PIP: So why did you and your wife decide to create Inclusive Apparel Co.?
DR: It actually stems back to wedding planning. We noticed a huge gap in the industry that kind of alienated the LGBTQ community. For instance, we went to a bridal show, and vendors assumed that Shea and I were best friends. When we clarified that we were both brides, they asked, “Oh what are the dates of your weddings?” We’d go to a bridal shop and they’d throw around the word “husband,” they’d ask, “Who’s the lucky guy?”
It really alienated us. Even down to trying to find stuff on Etsy that didn’t overdo Mr./Mrs. or bridge/groom. If we did find something that was inclusive, it was rainbow all over the place and gayed it up; it wasn’t just like a natural wedding thing you’d find in the heterosexual wedding world. Our DJ even slipped up and he announced us as husband and wife, which was awful!
All along the way, they seemed like big deals at the time, but we were focused on staying positive. When all was said and done, we looked back and felt like, we’ve come a long way, we were able to get married, but we have a long way to go. Because a lot of these things are probably not a big deal to a lot of people, but they make us feel not welcome or safe and we don’t think that’s right. It can feel like a looming cloud during wedding plans. I’ve struggled with anxiety forever and my excitement was a lot of times overshadowed by anticipation of people’s comments, and how I might have to answer or respond, and how in turn they’d respond to me.
I know it’s hard for people who are bisexual and gay and lesbian, but I’m sure the industry is even harder for transgender and gender-nonconforming individuals. Because you’d be hard-pressed to find a ring dish that said “hers & theirs” or anything like that. So we decided it was time to become more inclusive as a society as a whole, which is how we decided to start Inclusive Apparel.
We started out just with selling Pride gear leading up to it, but our end goal is to add a ton of different wedding products that appeal to everybody in the community that make people feel welcome, safe, and included.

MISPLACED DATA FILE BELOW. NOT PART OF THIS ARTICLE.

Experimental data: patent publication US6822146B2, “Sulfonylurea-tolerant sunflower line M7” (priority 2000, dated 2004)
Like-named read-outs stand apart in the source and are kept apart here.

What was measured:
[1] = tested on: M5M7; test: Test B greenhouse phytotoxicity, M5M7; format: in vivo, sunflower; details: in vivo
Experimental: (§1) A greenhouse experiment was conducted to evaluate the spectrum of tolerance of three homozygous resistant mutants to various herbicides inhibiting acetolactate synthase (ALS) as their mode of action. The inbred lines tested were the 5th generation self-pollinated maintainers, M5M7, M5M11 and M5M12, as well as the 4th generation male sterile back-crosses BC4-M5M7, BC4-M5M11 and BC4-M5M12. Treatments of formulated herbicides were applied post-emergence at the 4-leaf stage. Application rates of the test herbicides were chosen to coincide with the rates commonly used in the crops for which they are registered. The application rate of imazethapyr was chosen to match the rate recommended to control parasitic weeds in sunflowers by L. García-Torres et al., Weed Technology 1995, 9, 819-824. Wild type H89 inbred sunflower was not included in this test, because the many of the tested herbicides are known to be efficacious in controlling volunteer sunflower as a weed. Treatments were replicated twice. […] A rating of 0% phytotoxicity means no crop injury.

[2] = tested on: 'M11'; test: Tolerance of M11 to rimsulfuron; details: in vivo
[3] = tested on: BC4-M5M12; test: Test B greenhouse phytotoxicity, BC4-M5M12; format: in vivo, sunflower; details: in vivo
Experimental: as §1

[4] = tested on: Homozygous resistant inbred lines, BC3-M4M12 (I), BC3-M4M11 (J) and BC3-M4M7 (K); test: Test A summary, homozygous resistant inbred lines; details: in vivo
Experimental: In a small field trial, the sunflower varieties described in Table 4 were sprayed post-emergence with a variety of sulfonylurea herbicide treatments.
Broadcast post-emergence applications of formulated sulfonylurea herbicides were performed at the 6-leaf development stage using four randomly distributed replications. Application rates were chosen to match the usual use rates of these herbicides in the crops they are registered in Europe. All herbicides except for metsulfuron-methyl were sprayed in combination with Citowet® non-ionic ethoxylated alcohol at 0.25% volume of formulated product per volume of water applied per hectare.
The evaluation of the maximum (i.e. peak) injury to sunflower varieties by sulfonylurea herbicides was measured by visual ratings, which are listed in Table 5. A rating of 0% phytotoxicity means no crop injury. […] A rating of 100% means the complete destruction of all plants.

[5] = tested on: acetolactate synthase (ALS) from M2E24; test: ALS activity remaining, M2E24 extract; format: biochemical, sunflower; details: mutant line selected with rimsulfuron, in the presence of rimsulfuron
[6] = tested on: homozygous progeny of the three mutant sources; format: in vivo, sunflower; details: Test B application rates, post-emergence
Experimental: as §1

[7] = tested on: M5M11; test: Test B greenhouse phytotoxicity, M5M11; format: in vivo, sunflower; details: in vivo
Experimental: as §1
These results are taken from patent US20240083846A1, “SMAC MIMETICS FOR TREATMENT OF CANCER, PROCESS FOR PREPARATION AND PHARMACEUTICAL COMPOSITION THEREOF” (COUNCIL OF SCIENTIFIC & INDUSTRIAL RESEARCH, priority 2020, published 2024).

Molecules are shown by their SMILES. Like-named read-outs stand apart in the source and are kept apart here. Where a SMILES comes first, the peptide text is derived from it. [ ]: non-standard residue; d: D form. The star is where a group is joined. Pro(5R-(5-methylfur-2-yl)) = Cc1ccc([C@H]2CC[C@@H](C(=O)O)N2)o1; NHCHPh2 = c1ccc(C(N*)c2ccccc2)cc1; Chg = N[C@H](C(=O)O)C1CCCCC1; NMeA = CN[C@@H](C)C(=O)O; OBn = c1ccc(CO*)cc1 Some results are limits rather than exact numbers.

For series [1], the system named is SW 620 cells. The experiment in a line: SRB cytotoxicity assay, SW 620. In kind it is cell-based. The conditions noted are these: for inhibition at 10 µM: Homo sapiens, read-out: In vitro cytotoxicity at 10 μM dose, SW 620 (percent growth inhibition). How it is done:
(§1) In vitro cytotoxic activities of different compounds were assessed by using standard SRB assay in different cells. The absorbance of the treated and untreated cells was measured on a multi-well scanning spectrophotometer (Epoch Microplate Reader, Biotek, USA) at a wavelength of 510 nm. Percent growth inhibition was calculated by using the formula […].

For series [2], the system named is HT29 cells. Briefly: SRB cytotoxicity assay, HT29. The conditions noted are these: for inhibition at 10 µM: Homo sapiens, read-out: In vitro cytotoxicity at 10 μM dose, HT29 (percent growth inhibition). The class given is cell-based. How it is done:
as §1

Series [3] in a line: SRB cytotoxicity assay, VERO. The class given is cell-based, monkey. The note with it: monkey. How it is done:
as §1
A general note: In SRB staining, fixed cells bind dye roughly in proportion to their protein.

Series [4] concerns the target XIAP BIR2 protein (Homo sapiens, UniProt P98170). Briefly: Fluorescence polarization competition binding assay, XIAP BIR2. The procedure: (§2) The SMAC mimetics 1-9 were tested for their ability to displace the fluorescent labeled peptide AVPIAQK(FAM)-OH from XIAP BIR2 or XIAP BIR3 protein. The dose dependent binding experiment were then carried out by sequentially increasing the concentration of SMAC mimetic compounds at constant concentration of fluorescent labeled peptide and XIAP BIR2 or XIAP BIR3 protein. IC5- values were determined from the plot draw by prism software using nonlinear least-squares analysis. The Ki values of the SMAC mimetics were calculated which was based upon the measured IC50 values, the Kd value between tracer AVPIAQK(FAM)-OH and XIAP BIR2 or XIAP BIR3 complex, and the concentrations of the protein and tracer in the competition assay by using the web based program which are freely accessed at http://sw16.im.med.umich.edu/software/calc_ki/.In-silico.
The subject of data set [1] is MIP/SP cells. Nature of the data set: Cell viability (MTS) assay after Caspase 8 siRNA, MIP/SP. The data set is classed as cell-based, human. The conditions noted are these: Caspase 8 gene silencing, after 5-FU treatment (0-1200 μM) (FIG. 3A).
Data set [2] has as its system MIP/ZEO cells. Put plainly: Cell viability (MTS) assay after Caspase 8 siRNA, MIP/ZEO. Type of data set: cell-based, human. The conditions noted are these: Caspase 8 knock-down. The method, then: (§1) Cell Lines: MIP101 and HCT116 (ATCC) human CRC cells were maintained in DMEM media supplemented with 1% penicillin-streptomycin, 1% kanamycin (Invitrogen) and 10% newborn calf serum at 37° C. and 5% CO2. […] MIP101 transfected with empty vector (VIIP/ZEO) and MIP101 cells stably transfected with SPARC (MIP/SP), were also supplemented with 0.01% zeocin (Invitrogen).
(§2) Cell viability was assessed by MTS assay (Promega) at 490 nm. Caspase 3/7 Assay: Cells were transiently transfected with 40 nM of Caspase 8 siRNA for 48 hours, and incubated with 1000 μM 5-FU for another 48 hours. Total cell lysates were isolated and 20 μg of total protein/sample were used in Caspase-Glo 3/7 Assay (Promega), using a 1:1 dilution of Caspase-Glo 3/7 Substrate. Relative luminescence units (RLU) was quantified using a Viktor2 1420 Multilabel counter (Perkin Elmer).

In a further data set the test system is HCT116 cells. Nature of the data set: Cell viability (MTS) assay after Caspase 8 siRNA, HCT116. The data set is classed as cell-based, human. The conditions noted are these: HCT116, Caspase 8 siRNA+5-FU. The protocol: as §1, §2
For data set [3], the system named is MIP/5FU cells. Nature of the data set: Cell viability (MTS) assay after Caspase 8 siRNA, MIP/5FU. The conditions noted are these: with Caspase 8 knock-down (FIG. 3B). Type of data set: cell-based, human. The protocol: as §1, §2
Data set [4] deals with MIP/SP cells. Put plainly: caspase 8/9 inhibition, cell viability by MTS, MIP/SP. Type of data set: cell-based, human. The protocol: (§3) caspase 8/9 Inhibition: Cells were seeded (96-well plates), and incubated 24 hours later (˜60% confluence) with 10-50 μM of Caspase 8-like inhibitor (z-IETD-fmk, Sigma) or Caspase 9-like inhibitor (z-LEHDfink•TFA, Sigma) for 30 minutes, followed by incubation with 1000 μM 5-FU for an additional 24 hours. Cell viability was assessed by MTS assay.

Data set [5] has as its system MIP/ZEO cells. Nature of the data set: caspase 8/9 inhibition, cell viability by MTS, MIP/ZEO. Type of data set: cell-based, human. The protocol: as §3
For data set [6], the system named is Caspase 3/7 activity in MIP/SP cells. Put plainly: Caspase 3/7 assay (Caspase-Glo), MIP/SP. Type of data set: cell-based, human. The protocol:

Right now we’re focusing on Pride, just because it’s the time of year, but we want to be a company that gives back too. A lot of companies will sell Pride products and they have anti-gay agendas and they’re still going to take your money. We’re also committed to donating a portion of proceeds back to different organizations and nonprofits that support the LGBTQ community.
That’s the background of how it started. We have big plans for it to grow. Right now we’re focusing on apparel and accessories, and we hope to grow in the coming year and add a lot more things as we get more profit.
PIP: I love it. But I’m sorry you faced so many frustrations and assumptions during wedding planning.
DR: I think a lot of it is education-based. With our DJ, it was an honest mistake. It wasn’t malicious, but we worked with them after the wedding to update their website and change their forms to be more inclusive. Like, “Hey, you just have ‘bridesmaids’ and ‘groomsmen,’ but we had a mixed party, so you can be called whatever you want to be called.” We helped them update their forms. It was a good back and forth, and it was well-received.
PIP: That’s fantastic. Before we go, why do you think it’s so important for the LGBTQ community to be able to express their pride?
DR: Because I think people live once, and it’s important to live a life that’s true and authentic to yourself and not what other people expect of you. Everyone deserves to live in a world that’s free from hate and intolerance. The world needs more empathy, and I think people wearing our clothing will get to show a little bit of a different perspective.
We’re trying to put different designs out there that you might not see in other companies. Obviously when Pride comes around you have different stuff, but what’s going on in Alabama, case in point — we want to focus on giving a voice to people who wouldn’t otherwise feel comfortable expressing it in their own words.